How to Encourage Yourself in the Lord

by | Mar 23, 2009 | Purpose & Identity

All of us face difficulties in our lives. But we can have victory over them if we keep our eyes on God.

Not many of us have experienced as bad a day as David did when he returned to his home in Ziklag after a journey and discovered that his enemies, the Amalekites, had destroyed or stolen everything that was important to him–and his own men turned against him (see 1 Sam. 30). However, we can imitate his response when we do face difficulties.

As David sat among the ruins of Ziklag and mutinous men spoke of stoning him, he had a choice. David could allow grief and bitterness to conquer him; he could sink into the black hole of depression and give up and quit. Or he could fight back.

But before David could fight, he would have to get his strength and courage back. As David looked around him, he saw nothing but discouraged and downcast men. David had no one to encourage him, so he had only one recourse: He “encouraged himself in the Lord his God” (v. 6, KJV).

From what we know of David, it is very easy to surmise how David went about encouraging himself. He took his harp, retreated to a solitary place, and began to sing songs of praise to God. No doubt David didn’t feel like singing, but he did, anyway.

And he didn’t sing a sad lament bemoaning his situation. Instead, he sang of the majesty and power of God. He sang of the Creator who had spoken the worlds into existence. He sang of the deliverer who had already given him improbable victories—victory over the lion, victory over the bear, and victory over the Philistine giant Goliath.

Through praise and worship, David changed his focus. On the wings of a song his spirit was lifted above his present circumstances into the presence of the One who is high and lifted up. The melodies of David’s harp filled the air as the sweet psalmist of Israel sang praises to the God of heaven, who transcends human limitation and is forever seated upon the throne of the universe.

The Bible states it very matter-of-factly: “David encouraged himself in the Lord his God.” There was nothing about the circumstance that was encouraging, and if David had limited his focus to the present circumstance, he would surely have gone into a deep depression. But David encouraged himself in God.

In times of uncertainty and upheaval, God was David’s constant. Why? Because God doesn’t change. No matter what the circumstance, God is above it, seated upon the throne of sovereignty and holding the scepter of dominion. Through praise and worship, David changed his focus so that by the eye of faith he beheld El Shaddai—the almighty God.

How did David praise God? Maybe he sang Psalm 34. I would find it hard to believe that this particular song did not come to David’s mind as he sought to encourage himself. David had written it just two years earlier when God had delivered him from the Philistine king Abimelech.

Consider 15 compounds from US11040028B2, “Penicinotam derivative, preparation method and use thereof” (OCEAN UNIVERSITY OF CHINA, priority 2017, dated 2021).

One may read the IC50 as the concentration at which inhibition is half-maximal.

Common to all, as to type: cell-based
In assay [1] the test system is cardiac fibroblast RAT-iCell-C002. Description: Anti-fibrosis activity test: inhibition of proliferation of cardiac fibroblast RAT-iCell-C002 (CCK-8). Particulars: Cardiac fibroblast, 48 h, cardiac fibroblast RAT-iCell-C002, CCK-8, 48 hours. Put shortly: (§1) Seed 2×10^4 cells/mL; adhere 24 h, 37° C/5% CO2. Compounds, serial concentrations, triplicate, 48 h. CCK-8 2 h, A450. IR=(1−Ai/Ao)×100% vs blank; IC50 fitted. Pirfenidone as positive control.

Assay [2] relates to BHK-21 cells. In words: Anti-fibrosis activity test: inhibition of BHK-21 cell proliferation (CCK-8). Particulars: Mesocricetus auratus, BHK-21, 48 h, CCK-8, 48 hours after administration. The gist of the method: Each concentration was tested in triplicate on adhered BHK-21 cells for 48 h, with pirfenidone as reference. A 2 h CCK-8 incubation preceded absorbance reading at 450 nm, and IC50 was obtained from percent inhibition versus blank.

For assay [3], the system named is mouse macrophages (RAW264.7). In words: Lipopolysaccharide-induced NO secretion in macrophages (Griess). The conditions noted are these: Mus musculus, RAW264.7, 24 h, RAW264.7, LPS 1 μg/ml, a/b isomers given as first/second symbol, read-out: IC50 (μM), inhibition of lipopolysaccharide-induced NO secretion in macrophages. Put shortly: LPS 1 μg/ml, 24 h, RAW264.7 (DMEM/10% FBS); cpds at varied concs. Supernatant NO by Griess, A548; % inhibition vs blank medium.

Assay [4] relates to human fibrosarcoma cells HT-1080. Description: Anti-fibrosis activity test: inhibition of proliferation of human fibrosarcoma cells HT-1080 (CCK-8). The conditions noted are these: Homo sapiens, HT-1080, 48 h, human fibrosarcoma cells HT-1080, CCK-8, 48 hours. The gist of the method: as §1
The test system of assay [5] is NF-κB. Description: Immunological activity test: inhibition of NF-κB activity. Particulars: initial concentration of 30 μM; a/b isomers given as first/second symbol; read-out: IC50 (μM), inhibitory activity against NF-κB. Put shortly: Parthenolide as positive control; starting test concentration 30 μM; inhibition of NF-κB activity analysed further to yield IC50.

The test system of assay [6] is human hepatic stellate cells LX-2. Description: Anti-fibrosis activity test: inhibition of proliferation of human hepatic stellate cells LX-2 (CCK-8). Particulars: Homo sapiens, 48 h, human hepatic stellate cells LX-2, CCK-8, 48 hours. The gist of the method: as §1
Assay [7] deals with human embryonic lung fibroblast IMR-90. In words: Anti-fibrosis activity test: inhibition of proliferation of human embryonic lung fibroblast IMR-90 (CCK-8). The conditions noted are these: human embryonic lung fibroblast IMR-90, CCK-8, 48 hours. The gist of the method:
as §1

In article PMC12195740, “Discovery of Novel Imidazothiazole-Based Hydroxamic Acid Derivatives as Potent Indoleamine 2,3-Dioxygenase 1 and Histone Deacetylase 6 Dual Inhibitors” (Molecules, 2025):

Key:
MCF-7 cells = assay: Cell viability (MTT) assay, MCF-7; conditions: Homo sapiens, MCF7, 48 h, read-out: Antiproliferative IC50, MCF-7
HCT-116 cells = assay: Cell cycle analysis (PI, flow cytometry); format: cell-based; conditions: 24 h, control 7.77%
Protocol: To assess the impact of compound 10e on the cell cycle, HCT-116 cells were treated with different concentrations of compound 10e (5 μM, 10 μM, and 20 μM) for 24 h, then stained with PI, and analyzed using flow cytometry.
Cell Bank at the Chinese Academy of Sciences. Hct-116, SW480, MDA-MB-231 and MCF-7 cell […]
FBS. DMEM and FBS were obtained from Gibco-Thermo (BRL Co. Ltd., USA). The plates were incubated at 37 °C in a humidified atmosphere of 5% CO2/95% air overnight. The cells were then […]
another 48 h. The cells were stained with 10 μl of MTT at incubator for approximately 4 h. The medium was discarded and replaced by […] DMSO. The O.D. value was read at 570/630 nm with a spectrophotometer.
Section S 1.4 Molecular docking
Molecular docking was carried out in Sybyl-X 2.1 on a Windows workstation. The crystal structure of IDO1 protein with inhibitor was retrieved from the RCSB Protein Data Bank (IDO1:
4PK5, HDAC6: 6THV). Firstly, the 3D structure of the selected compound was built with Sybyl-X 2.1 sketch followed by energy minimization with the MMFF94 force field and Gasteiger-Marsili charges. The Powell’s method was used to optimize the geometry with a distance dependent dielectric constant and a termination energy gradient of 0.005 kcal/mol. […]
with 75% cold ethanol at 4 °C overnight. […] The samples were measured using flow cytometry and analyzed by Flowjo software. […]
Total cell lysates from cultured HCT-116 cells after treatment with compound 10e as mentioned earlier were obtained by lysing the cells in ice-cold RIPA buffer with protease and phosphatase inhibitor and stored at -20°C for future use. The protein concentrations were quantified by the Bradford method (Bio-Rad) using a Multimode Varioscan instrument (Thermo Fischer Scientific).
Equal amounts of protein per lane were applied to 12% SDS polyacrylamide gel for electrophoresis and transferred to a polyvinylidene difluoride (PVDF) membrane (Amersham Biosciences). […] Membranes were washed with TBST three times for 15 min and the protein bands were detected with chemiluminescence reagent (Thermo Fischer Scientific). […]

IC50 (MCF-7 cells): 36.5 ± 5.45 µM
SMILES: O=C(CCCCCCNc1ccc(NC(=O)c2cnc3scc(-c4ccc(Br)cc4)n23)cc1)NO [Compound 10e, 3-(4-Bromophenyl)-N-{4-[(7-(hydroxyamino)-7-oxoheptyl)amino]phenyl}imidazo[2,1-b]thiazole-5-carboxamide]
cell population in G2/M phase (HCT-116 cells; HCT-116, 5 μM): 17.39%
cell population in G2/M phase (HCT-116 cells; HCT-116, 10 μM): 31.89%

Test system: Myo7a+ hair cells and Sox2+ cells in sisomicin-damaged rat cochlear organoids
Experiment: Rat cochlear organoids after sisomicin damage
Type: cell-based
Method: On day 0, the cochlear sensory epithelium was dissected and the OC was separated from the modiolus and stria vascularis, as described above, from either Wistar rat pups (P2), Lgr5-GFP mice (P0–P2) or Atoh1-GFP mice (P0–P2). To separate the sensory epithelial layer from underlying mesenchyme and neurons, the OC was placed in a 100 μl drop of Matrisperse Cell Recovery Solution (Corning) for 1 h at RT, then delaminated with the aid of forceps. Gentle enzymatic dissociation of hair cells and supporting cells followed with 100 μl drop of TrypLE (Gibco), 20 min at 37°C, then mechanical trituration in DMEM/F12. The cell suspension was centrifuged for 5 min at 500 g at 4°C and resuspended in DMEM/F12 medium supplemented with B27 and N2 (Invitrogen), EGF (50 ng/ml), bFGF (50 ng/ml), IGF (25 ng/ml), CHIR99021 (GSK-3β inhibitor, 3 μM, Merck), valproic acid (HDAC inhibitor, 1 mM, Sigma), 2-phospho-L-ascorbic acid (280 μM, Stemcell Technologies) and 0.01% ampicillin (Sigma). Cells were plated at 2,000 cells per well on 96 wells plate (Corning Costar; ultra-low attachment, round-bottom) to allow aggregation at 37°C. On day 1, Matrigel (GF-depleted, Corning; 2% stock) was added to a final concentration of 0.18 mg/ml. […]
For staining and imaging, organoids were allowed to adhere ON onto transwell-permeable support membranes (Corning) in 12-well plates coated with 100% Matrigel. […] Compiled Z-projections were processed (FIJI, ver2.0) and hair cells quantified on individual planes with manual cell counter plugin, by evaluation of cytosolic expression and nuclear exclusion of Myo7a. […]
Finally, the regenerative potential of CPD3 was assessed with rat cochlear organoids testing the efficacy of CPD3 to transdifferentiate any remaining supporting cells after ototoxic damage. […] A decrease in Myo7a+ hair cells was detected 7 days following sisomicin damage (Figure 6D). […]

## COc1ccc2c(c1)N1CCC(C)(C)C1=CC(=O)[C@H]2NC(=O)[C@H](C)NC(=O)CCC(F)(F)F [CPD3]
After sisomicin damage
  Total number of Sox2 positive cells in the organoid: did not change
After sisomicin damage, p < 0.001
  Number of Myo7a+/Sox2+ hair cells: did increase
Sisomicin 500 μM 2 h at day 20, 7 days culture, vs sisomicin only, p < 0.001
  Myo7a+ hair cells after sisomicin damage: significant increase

I can easily imagine David sitting in the ashes of what was once his home with harp in hand singing these words: “I will bless the Lord at all times; His praise shall continually be in my mouth. My soul shall make its boast in the Lord; the humble shall hear of it and be glad. Oh, magnify the Lord with me, and let us exalt His name together. I sought the Lord, and He heard me, and delivered me from all my fears” (Ps. 34:1-4, NKJV).

David sang, “I will bless the Lord at all times.” All times—good times, bad times, great times and terrible times. Even on the worst day of your life, God is worthy of praise. David sang praises to God from the ashes of Ziklag.

He sang the amazing lyric, “His praise shall continually be in my mouth.” Praising God is part of the path to encouragement. When praise is in your mouth, there can be no grumbling, no complaining and no negative speaking. Praise is the language of faith. If you want to strengthen your faith, begin to praise God.

Then David sang another lyric: “Oh, magnify the Lord with me.” “Magnify” means “to enlarge or make bigger in perspective.” When we magnify a small object with a magnifying glass, a microscope or a telescope, we don’t change its reality. We don’t make the object we are observing any bigger; we change our perception of it.

We cannot make God any bigger than He already is—you can’t increase omnipotence—but you can magnify (or diminish) your perspective of God. Perspective has everything to do with whether you are encouraged or discouraged.

Refuse to magnify the devil. Refuse to magnify the present negative circumstance. Don’t analyze your trouble with a magnifying glass—this exercise will lead to deeper discouragement.

Instead, magnify the Lord! Speak of His greatness, His power, His might. Talk about how big and powerful God is. My Nigerian preacher friend, Bishop Goddowell Avwomakpa, is in the habit of saying, “When you make God bigger, you make your trouble smaller.” It’s simple but true.